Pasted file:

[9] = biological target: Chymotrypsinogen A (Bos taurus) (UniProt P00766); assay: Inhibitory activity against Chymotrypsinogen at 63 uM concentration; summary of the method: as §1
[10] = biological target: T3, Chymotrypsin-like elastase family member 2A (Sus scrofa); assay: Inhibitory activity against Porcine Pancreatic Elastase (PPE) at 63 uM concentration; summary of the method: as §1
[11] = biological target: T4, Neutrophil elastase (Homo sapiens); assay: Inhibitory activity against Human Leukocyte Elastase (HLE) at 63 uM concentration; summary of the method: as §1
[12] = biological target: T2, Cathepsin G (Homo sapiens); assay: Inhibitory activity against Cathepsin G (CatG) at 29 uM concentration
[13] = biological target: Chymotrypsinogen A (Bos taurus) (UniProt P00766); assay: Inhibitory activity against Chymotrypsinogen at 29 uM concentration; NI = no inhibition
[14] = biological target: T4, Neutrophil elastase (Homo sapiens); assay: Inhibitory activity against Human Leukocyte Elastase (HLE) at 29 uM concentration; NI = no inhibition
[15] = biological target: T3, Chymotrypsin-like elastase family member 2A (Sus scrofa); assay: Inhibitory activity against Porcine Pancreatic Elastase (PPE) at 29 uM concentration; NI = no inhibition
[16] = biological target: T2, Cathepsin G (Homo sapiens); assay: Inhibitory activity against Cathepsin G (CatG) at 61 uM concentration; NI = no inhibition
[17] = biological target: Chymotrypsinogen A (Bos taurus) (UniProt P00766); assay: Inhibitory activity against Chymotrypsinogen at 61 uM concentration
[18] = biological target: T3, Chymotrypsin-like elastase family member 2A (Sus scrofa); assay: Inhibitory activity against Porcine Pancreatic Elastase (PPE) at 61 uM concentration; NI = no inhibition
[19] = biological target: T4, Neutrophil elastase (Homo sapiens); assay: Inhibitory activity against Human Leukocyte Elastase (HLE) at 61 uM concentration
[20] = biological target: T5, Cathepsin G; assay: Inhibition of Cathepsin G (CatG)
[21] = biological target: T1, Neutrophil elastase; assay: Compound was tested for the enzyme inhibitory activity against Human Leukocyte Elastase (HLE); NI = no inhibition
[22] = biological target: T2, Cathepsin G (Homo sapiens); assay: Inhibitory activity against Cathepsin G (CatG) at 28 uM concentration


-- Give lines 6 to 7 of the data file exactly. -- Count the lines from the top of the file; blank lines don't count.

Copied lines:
[14] = biological target: T4, Neutrophil elastase (Homo sapiens); assay: Inhibitory activity against Human Leukocyte Elastase (HLE) at 29 uM concentration; NI = no inhibition
[15] = biological target: T3, Chymotrypsin-like elastase family member 2A (Sus scrofa); assay: Inhibitory activity against Porcine Pancreatic Elastase (PPE) at 29 uM concentration; NI = no inhibition